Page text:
Housing News Roundup: October 5, 2015
Ikea's Solution for Shrinking Apartment Spaces
As the cost of real estate increase in major cities, the square footage of apartments continues to decrease. Ikea is currently developing movable walls as a solution for individuals who occupy small spaces. The walls hover about an inch above the ground and are attached to runners secured to permanent walls. Today, the average size of a two-bedroom apartment built in Sweden, home to Ikea’s headquarters, is 580 square feet, down from 670 in 2001. Ikea believes the walls could be used to temporarily create small rooms in cities like San Francisco, Seattle and Boston, which have all experienced even larger declines in average square footage. Preliminary tests of the walls have been positive, but they will require probably three more years of refinements before going to market.
Creative Affordable Housing for Seniors
As the cost of living and demand for housing increases in the Bay Area, many seniors on fixed incomes are being priced out of the region. Oakland’s Lakeside Senior Apartments opened in June and boasts 90 affordable units exclusively for seniors to address this growing issue. The architects and developers collaborated by exploring creative solutions to secure the land and financing to engage a strategy that employed patience and flexibility. The exterior’s design blends into the neighborhood without obstructing views and the interior’s design caters to senior tenants’ needs. The development boasts support service programming for senior and is a potential model for addressing the affordable housing needs of seniors in other communities.
Public Housing Destroyed by Ike Finally Returns to Galveston
Seven years after Hurricane Ike, subsidized housing will return to Galveston through two mixed income housing sites. The sites will bring the total number of subsidized units in Galveston to 145, which is 384 less units than the original 569 present before the storm. A 2010 agreement between the state of Texas, HUD and two advocacy groups–Texas Appleseed and the Texas Low Income Housing Information Service–established that all damaged units would be replaced, but continued conflict stalled the re-development. Public housing remains a highly contested issue in the Galveston community. Many residents feel that redeveloping public housing units could lead to a concentration of poverty, whereas others contend that efforts to stall the development of public housing are racially motivated.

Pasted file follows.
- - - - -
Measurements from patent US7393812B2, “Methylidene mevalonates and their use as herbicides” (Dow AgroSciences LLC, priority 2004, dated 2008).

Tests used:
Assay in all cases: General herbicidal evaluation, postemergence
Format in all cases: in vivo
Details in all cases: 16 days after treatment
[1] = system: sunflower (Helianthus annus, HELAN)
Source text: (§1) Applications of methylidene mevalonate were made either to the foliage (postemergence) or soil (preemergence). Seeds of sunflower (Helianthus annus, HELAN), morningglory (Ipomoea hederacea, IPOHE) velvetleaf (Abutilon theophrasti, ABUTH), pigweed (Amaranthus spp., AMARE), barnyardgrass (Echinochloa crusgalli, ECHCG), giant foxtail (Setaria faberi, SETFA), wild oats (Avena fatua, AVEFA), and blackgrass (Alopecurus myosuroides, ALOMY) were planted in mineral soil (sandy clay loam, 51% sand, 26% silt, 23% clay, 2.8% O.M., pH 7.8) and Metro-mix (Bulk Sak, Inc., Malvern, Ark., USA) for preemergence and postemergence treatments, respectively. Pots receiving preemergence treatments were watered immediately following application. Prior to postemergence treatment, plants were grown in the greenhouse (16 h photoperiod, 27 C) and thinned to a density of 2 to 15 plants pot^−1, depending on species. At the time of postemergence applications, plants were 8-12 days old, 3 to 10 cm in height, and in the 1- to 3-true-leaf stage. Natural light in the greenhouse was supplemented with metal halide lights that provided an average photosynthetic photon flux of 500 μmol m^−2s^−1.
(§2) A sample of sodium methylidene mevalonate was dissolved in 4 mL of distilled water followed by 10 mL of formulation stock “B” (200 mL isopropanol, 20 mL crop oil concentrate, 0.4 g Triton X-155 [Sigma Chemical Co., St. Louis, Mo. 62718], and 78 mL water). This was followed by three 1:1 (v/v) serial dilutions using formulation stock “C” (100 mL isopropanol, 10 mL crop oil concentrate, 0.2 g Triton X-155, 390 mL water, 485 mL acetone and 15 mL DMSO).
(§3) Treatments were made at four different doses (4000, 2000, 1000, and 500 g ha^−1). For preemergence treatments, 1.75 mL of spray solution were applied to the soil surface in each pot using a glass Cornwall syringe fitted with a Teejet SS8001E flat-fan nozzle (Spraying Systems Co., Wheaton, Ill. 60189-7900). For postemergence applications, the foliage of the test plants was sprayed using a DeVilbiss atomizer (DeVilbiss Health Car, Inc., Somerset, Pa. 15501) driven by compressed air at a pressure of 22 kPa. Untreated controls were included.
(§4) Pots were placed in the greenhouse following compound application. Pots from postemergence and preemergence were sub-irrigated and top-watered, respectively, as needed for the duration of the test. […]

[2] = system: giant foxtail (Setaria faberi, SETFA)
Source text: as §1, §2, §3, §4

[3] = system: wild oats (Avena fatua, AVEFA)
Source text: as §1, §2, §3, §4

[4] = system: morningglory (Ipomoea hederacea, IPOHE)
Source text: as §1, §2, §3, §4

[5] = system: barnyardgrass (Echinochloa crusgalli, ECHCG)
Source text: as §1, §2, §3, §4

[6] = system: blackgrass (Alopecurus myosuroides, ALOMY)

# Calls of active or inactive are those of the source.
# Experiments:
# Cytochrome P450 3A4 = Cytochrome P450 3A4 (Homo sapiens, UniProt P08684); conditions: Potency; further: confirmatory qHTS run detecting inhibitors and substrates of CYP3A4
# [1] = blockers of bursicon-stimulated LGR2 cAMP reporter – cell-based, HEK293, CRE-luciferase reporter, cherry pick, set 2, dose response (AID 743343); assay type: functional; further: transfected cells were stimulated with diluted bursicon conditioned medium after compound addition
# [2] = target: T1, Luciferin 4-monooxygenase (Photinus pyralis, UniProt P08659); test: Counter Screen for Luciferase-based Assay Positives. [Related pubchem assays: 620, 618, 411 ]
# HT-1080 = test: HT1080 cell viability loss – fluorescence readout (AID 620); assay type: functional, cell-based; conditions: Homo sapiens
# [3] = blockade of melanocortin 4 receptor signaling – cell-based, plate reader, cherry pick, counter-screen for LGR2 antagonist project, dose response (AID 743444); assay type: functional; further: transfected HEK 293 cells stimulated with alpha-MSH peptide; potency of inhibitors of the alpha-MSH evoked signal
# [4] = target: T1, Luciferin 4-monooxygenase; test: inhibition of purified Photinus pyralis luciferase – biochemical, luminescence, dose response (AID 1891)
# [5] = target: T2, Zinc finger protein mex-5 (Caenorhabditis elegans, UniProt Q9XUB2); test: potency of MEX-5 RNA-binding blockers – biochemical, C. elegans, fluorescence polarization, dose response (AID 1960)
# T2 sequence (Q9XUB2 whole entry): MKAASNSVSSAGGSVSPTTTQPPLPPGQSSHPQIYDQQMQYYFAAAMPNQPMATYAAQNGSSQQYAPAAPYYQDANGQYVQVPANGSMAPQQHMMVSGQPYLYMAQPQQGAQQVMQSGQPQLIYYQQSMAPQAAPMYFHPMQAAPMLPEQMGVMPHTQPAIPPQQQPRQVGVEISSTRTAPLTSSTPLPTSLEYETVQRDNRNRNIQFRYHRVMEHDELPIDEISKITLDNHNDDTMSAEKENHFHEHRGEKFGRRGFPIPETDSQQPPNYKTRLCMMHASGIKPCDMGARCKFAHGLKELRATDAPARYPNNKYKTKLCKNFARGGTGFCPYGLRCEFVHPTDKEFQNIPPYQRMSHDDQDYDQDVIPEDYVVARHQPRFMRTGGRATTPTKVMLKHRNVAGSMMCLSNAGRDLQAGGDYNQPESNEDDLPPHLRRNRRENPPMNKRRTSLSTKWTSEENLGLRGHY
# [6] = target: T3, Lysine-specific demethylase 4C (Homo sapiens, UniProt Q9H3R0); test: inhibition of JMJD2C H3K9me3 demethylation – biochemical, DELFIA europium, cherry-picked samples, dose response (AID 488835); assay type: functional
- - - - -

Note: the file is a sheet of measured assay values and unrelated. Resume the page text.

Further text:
Source: The Houston Chronicle
Efforts Underway in St. Louis to Increase Homeownership Among Immigrants
In St. Louis, a report from the Immigrant Housing Project’s report was recently released that found that 40 percent of St. Louis’ foreign-born community are homeowners, a lower proportion than native born residents in St. Louis and immigrants nationally. The Mosaic Project in St. Louis is currently seeking to transform the city into the ‘fastest growing metro region for immigrants,’ because many leaders believe that immigration stimulates the regional economy. Community organizations see the findings as an opportunity to improve the housing market, and have come together to form the Immigrant Housing Center. In order to increase homeownership, the Center will offer immigrants financial assistance regarding how to build credit, and how to access savings accounts and down payment assistance.
Source: St. Louis Public Radio
Census Data Shows White Residents Return to Downtowns
Whites increased their numbers in the largest U.S. cities, according to a new analysis of U.S. Census data by William Frey, demographer with Brookings’ Metropolitan Policy Program. Between 2010 and 2014, the white population grew in almost half of the country’s 50 largest cities, with declines in only five cities. The growth stands out from the prior decade in which only 15 cities experienced gains in the white population and 35 experienced declines. Millennials lead the way in moving from the suburbs to the city, with Baby Boomers close behind. Frey notes that there have also been upticks in populations of people of color, saying that it’s unlikely “the nation will see substantially whiter big cities in the future.”